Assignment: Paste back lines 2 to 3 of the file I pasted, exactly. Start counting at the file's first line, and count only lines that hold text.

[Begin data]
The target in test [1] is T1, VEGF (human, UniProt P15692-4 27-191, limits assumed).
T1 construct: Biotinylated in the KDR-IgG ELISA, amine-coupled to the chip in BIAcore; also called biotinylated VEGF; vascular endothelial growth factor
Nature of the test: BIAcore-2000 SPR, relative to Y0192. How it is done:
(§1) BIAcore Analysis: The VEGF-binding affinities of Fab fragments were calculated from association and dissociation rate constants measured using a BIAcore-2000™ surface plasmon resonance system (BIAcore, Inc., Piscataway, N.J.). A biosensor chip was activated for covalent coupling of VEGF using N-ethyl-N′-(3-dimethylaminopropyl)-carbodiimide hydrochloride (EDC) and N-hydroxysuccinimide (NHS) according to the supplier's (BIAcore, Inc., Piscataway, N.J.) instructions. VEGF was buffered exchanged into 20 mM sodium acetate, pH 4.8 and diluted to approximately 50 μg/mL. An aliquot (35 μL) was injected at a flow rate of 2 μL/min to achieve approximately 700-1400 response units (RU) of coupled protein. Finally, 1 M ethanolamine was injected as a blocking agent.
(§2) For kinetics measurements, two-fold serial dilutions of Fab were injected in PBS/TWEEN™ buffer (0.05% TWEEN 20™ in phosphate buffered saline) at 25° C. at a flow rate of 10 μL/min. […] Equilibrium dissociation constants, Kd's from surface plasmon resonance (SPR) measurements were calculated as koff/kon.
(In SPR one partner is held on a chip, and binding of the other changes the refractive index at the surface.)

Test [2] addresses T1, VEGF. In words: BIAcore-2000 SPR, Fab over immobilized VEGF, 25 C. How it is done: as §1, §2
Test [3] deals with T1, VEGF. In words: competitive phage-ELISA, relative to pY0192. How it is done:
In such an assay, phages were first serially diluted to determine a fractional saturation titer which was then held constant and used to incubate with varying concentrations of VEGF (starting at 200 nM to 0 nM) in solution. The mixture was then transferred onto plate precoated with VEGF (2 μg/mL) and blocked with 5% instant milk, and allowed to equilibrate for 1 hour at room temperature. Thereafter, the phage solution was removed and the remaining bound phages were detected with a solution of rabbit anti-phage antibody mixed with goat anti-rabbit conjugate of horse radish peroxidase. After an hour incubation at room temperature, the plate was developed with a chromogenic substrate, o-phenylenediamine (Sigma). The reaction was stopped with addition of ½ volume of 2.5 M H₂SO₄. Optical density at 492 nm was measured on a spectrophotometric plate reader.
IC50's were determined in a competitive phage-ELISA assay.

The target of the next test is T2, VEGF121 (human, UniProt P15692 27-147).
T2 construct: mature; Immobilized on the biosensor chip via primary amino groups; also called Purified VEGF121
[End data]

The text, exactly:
T1 construct: Biotinylated in the KDR-IgG ELISA, amine-coupled to the chip in BIAcore; also called biotinylated VEGF; vascular endothelial growth factor
Nature of the test: BIAcore-2000 SPR, relative to Y0192. How it is done: